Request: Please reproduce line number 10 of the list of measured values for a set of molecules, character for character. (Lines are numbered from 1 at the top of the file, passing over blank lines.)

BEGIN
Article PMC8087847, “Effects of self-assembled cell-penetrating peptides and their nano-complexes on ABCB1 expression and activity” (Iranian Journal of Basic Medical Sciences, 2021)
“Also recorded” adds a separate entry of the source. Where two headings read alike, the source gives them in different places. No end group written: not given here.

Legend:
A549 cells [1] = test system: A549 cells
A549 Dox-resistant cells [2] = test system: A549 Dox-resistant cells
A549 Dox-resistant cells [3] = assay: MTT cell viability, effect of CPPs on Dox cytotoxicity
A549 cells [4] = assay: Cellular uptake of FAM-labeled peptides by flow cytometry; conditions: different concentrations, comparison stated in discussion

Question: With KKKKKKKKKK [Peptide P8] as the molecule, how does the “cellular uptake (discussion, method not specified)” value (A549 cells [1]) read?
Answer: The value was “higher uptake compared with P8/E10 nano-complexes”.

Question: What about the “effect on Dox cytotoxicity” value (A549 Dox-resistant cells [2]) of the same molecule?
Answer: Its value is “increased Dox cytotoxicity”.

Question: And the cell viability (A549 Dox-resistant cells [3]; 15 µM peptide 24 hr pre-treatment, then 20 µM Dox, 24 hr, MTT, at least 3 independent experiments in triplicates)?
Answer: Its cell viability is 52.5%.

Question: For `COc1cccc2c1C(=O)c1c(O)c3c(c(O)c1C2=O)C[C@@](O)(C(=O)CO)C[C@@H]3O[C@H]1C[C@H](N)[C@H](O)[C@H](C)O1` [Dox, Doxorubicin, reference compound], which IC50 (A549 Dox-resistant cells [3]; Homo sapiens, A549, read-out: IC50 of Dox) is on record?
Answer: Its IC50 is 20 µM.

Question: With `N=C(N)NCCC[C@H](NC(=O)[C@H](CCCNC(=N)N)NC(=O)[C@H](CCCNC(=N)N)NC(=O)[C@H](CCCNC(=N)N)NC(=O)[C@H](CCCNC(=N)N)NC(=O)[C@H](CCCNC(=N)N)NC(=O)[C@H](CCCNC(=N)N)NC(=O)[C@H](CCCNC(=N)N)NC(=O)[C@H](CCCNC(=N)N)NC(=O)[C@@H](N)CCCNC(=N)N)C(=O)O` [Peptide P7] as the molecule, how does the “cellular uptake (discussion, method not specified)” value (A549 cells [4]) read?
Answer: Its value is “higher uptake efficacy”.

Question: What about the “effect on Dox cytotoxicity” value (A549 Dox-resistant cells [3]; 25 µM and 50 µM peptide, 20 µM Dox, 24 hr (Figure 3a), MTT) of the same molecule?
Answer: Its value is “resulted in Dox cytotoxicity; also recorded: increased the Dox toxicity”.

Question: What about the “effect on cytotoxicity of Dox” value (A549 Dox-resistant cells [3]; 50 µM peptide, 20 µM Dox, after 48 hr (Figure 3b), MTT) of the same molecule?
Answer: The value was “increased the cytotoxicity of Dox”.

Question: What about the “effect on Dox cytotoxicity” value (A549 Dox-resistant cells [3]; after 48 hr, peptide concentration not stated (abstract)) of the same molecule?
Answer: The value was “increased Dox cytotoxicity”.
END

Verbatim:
Question: What about the “effect on Dox cytotoxicity” value (A549 Dox-resistant cells [2]) of the same molecule?